Neighbors Helping Neighbors

Burlington’s Unique Homeless Service Organization


The first step in the transitional housing process is residence at 89 North Street. Image courtesy of: ANEW Place.

There is an ancient philosophical guideline that countless people have tried to follow throughout human civilization: love thy neighbor. ANEW Place, a Christian nonprofit homeless shelter organization in the city of Burlington, Vermont is trying to live out that message. 

ANEW Place is not the typical homeless shelter. Generally, a shelter is only open at night and provides a place to sleep and eat a meal. “The next morning they have to leave, there might be a cup of coffee or a doughnut and muffin as they run out the door, but that doesn’t really create stability in people’s lives,” says the Transitional Housing Director at ANEW, Virginia Finn. 

Finn joined ANEW almost four years ago after hearing that ANEW was looking for case managers. At the time, she worked as a program manager at the Howard Center which helps people with mental health and developmental disabilities. She was drawn to ANEW because she liked its attitude of trying to help the individual. “I think that we’re really committed… and we don’t always live it out perfectly, to looking at people through the lens of love and dignity, like, you matter as a person, period, like you just matter,” Executive Director Kevin Pounds explains. 

To prove that people matter, ANEW Place works on providing everything a person needs: shelter, food, and cleanliness are provided by the Champlain Inn 24/7 “so that if somebody was working second shift or even an overnight shift, they knew that they had a place that they could go get a meal, have a place to sleep, have a place to take a shower,” Finn says. The Champlain Inn is described as a “low barrier shelter,” of which it is the first in Burlington. It opens its doors to everyone, there are no sobriety requirements like at other shelters and it is able to house 50 people. However, people who are in the transitional housing program must have been sober for at least thirty days. The transitional housing program offers people a chance to catch up, to “kind of move out of crisis mode, get their feet underneath them a little bit,” according to Finn.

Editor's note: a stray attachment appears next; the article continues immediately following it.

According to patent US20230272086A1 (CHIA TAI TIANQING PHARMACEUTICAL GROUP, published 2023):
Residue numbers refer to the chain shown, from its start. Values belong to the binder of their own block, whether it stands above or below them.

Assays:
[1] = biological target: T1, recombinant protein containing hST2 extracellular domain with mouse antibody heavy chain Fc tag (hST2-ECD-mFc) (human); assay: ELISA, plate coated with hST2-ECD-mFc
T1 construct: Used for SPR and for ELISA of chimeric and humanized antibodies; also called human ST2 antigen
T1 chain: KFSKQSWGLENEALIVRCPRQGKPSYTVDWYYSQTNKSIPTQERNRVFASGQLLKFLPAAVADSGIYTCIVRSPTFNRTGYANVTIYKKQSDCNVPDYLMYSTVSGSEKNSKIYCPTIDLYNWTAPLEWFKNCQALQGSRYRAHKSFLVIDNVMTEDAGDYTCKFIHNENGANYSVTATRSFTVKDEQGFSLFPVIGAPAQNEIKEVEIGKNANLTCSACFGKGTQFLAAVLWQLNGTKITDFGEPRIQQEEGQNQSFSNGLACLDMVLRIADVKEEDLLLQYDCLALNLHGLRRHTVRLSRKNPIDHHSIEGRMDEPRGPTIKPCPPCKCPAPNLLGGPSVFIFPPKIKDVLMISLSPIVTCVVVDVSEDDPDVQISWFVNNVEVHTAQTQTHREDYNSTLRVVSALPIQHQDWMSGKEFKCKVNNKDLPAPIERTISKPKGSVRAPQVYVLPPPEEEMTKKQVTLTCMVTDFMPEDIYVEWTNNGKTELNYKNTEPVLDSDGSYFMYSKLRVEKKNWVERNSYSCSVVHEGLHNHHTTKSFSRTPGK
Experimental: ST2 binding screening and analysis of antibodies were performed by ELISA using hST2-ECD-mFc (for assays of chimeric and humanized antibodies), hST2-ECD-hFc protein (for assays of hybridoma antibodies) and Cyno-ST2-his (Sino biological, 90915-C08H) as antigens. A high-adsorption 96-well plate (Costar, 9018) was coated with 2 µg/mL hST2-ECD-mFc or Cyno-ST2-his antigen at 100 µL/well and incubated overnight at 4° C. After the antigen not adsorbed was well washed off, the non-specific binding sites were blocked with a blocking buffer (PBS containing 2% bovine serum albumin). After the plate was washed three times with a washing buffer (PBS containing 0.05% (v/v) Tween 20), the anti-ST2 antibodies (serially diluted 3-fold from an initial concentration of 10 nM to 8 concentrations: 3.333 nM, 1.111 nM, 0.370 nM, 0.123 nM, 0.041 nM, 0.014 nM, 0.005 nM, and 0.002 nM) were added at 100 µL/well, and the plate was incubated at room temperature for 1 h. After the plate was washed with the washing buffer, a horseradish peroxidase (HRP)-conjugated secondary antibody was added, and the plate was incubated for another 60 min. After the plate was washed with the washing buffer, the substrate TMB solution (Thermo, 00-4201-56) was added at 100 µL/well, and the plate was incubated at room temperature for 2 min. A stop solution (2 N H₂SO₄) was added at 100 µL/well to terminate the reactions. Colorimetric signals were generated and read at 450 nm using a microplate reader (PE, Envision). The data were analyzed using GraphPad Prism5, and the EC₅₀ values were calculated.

The Champlain Inn is Burlington’s first low barrier shelter. Image courtesy of: Seven Days.

The guests in the transitional housing program can live at a house on North street. One of the residents of the house, Joan Smith, a pseudonym to preserve their anonymity, describes it as “more of a family.” Within the house is a community that is close to one another, holding family meals. Smith joined ANEW after hearing about it from a friend who was staying with ANEW. “They told me that I could stay as long as I want, that is the first anyone told that to me. I cried.” Smith had struggled for years with substance abuse. In prison she said she started feeling “a pull” from God. She started attending Bible study, prayed to God to take away her addiction, then she “just woke up one morning and…was different.” Now she is ordained and employed. “I think there’s this mistaken idea if somebody’s experiencing homelessness, they don’t want to work…I think that they would be surprised at when, provided with a stable environment, at the work ethic and commitment of people have and how much they don’t want to be in this situation,” says Pounds.

One of the common areas at the North Street housing.